“In everything, do to others as you would have them do to you; for this is the law and the prophets.”- Matthew 7:12
“Not one of you truly believes until you wish for others what you wish for yourself.”-
The Prophet Mohammad- Hadith
“Do not do to others what you do not want done to yourself.”- Confucius Analects 15:23
The fundamental responsibility of a human being is to treat others as well as or even better than we treat ourselves. The greatest barrier to truly doing this is the way we actually treat ourselves and the way we truly think about ourselves.
Monastics have a duty to set an example that will inspire others to live as fully sacred human beings. This responsibility includes embodying and understanding the qualities of a spiritually mature individual. These qualities are: Heart Ethics; Self-Awareness; Ash-E-Tah Wisdom; Discernment; Adaptability; Empathy; Self-Sacrifice; Serenity; and a Resilient Spirit. We acquire these qualities through a series of trials and errors. This means we learn from our mistakes, come to an acceptance that life is unpredictable and there is no way to “do it right” or “be safe.” And no matter how clever we are at planning for the future something erratic or chaotic can and probably will happen.
Rather than becoming depressed, cynical, and materialistic the mature soul discovers a freedom, an openness of heart that is impossible for someone hoping to maneuver safely through life and arrive triumphantly at death singing, “I did it my way.” The Great Being, on the other hand, has discovered, that the ability to manifest possessions, power, and position through visualizations, rituals, and ceremonies is only little self in disguise; the province of a frightened ego attempting to prove their own spirituality in world mind terms.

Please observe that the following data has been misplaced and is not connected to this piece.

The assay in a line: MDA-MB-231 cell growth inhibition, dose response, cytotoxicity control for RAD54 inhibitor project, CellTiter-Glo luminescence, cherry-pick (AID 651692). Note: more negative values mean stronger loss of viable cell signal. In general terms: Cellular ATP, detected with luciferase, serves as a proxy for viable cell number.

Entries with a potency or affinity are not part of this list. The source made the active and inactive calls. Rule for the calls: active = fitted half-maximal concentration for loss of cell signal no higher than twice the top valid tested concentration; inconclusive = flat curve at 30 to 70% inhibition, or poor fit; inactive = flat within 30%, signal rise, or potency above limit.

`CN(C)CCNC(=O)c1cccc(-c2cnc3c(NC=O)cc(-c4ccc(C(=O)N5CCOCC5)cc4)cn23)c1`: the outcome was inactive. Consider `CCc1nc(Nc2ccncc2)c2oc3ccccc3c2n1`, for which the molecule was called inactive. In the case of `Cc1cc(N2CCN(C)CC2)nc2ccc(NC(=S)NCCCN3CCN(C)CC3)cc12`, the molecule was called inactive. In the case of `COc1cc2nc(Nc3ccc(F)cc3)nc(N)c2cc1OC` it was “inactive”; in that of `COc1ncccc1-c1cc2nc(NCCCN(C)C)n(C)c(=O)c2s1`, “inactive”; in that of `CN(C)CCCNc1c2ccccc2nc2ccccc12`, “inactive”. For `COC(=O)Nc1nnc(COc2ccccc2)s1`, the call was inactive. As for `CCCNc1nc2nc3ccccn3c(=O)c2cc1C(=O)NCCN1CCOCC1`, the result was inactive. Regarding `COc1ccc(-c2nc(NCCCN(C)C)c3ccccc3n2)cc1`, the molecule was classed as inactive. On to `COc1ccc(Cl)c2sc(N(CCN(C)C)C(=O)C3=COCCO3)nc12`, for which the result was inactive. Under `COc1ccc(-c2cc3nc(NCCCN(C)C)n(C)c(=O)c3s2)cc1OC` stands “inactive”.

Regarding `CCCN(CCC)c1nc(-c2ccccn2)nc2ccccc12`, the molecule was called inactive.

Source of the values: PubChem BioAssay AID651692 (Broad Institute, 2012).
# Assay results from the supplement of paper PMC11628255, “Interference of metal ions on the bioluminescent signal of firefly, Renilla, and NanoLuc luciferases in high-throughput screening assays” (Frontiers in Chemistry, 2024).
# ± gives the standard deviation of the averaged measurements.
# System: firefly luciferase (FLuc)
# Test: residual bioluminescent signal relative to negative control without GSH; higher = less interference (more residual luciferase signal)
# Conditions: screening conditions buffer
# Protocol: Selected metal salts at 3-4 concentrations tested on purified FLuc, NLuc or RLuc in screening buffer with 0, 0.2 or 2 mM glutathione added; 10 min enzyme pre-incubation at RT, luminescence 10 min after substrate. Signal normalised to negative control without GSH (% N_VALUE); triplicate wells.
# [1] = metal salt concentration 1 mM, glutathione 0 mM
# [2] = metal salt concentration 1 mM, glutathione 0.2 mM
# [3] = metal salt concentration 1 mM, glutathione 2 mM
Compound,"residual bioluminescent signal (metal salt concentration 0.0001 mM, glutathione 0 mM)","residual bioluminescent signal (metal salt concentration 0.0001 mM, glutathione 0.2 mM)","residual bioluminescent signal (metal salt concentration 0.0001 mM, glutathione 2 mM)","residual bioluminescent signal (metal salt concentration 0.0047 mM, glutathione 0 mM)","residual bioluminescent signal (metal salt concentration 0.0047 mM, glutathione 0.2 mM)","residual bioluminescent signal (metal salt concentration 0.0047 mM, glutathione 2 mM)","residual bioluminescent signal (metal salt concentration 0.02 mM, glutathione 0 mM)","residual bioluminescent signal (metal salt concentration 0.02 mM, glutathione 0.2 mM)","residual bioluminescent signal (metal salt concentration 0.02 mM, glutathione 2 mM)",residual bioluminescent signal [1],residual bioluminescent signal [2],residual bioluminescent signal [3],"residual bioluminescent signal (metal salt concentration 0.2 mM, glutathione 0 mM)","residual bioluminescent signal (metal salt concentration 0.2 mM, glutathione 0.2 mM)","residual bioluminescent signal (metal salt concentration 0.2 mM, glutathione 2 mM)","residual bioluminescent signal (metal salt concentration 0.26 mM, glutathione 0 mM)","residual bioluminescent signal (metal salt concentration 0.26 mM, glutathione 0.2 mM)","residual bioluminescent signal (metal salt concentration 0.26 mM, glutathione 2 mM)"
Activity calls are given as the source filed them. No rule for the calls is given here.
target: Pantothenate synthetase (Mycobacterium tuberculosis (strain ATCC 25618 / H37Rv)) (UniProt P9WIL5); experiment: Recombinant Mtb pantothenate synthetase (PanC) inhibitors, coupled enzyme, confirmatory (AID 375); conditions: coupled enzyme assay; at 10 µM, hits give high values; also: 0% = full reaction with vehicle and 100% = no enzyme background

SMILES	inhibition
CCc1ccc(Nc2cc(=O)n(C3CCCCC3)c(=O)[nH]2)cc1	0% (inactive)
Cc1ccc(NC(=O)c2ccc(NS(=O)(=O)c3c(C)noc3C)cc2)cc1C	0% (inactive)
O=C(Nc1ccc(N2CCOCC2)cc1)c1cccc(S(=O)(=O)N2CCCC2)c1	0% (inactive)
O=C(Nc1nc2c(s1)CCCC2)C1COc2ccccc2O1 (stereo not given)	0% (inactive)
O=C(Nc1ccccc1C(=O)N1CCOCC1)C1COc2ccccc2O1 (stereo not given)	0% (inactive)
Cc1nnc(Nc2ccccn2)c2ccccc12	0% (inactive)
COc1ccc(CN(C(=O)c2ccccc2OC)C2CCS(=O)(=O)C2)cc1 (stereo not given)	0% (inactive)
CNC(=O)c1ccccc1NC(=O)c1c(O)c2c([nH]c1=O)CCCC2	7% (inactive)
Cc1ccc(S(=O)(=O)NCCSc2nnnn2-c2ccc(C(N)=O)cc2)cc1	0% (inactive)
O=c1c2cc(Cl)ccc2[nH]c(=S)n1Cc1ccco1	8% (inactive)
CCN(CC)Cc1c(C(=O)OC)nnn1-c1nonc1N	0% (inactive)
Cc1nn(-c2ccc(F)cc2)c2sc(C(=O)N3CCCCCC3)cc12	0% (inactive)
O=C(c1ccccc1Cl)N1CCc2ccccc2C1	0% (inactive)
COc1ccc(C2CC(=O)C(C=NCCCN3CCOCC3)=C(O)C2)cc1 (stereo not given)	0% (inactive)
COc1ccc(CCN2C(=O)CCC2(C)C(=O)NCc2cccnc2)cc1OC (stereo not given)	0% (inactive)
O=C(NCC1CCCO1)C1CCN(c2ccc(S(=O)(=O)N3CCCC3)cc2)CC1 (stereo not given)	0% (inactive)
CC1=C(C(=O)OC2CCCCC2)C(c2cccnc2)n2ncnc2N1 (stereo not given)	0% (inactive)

Responsibility implies an emphasis on duty and purpose in order to become a person of selfless service. Monastics or spiritual teachers can only hope to encourage others to follow a path of selfless-service if we ourselves have made a genuine demonstration of that work within our chosen path. Gandhi did not ask others to perform actions he himself was not been willing to perform. Therefore, he did the work of untouchables, willingly went to jail for demonstrating against unjust laws, and even spun the cloth for the loincloths he wore. Consequently, he had the moral authority to ask others to follow him.
Becoming dedicated to spiritual maturity requires a commitment of learning, growing, and the practice of compassionate witnessing. It means finding that others are just as important as ourselves and often even more important because their ability to support and find inner comfort may be more limited than our own. Remember the spiritual path is one of Service. Sometimes that service is to withdraw from the world in order to sustain humanities link with sacred truth and divine mystical transcendence through prayer and disciplined sacrifice. Sometimes the path asks us to focus on providing care for the sick, orphaned, or aged populations. Perhaps the call is to be a repository of knowledge and applied teachings of the holy truths. Whatever the calling the Path demands spiritual maturity and requires total commitment.
There once was a monk training a group of spiritual practitioners; one day he posed this question. “What is the difference between an egg salad sandwich and a ham sandwich?” After much discussion, guesses, and debate the students finally acknowledged that they didn’t know. “Well,” said the old monk, “with an egg salad sandwich the chicken makes a major contribution, but with the ham sandwich the pig has made a total commitment.”